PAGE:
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I was listening to some Gordon Lightfoot earlier, and I suddenly realized that, to the best of my knowledge, nobody's ever made PMV of The Pony Man. Normally I let the non-fanfiction portion of the pony fandom do its thing without my commentary, but somebody needs to step up to the plate here; we don't need more hip-hop and dubstep stuff! Give us some Lightfoot! While we're talking folk music, I wouldn't mind seeing an Alice's Restaurant PMV, either.
After the break, my review of WTFHIW's Eso Si Que Es.
Impressions before reading: As with the other happy Luna winners, I've read this story. I remember that I liked it well enough, but didn't much care for the ending (spoiler alert: there's two blank pages, then a meme/joke unrelated to the story in any way). I do have a weak spot for punnery though, so I admit that I'm partial to the title (even if I didn't much care for the "Luna in socks" meme).
Zero-ish spoiler summary: Luna and Celestia spend a night chatting, catching up on some letter-writing, and just enjoying each other's company.
Thoughts after reading: This story occupies what I found to be a slightly uncomfortable middle ground: there's no driving force behind it, yet it isn't exactly a character study. Honestly, reading it is an experience akin to watching one of the more archetypal Seinfeld episodes: it's a story about nothing.
That doesn't mean that nothing literally happens, or even that the story isn't enjoyable in its own right. But it doesn't have any sort of plot worth mentioning, relatively little of what does happen develops the characters, and lengthy asides whose only function within the story is to be entertaining in their own right fill this already short piece.
The biggest selling point for this story is clearly the writing. On a technical level, I have no complaints regarding the piece (okay, when I converted it to put it on my e-reader, some of the paragraphing got messed up. That's not a complaint aimed at the author of course, but it is a complaint nonetheless). The vocabulary is not particularly advanced, but it's clear that the language used was chosen deliberately, and the linguistic precision which pervades the story make it a pleasure to read, even when the content does not rise to the same lofty standards.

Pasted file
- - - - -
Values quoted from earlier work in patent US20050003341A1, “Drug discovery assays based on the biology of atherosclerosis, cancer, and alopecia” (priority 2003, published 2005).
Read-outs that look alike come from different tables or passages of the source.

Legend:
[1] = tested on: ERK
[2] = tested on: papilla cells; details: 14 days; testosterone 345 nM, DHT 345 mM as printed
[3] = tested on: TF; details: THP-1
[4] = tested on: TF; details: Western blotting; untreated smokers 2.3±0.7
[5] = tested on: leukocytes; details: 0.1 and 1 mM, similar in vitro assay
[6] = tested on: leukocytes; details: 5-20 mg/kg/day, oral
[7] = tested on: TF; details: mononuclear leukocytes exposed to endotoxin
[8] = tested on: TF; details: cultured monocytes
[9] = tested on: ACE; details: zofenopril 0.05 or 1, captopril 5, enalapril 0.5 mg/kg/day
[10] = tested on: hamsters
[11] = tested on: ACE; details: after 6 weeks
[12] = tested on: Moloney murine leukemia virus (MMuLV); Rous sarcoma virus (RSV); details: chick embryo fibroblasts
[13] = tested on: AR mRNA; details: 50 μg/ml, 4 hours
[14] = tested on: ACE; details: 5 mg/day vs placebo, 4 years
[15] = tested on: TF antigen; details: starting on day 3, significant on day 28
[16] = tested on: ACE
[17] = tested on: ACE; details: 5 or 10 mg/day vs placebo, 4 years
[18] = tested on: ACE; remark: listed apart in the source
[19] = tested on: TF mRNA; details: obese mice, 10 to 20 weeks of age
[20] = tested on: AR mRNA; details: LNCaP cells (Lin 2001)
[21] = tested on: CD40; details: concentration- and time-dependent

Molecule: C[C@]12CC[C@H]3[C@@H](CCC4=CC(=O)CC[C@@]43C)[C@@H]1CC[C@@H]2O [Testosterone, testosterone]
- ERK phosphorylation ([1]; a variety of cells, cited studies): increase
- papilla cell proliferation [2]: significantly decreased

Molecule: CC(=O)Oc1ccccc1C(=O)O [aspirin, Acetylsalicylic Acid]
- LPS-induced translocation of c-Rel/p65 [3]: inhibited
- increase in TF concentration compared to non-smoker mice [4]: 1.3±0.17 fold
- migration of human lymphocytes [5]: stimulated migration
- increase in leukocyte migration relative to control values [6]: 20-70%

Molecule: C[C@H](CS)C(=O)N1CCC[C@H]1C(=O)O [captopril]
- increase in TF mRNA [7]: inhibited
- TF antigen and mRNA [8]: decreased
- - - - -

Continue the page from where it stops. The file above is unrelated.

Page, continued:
Sadly, the content was often a comparatively weak point. To put it bluntly, the story consists of a whole bunch of disparate elements that never combine into a cohesive whole. The princesses chat about some ponies Luna has met recently, then do some stuff, and none of it ever connects to anything else. A loose and sprawling story is a difficult beast to tame, and here it comes off muddled and unfocused.
That said, there were some individual highlights. The ending of the piece (not the meme, but the end of the story) is sweet, but is subtle enough not to draw attention to itself. WTFHIW manages in only a few words to convey an impression of the state of Celestia and Luna's bond, and the ongoing work to mend the rift formed a thousand years ago, which is made more powerful by his apparent trust in the reader to understand the implications of the thoughts and words he uses without resorting to heavy-handed aesoping or flat-out telling the reader how they should interpret the sisters' interactions. A few other scenes were entertaining in their own right (though Luna's description of two bickering siblings didn't really work for me; joking about sexual innuendo/accusations has its place, but it didn't fit the tone set in the rest of the story), but in the end they were just that: scenes. There's not much of a story here, no matter how one looks at it.
Star rating: ★★☆☆☆ (what does this mean?)
While the excellent writing ensured that I never felt like I was wasting my time with this story, there's not much to recommend it beyond the quality of the prose. The entire piece is a rambling, disjointed muddle. That might be forgivable if it accomplished some larger purpose, such as developing one or more characters or setting events within the larger world in which the fic takes place, but neither occurs here.
Recommendation: The story is enjoyable enough to read thanks to the writing quality, but there's not much to it. I'd recommend it only to readers willing to tolerate a story without any larger point or purpose, but for those I suspect it will be found perfectly adequate for what it is.
Next time: The Sock Swap, by ProBono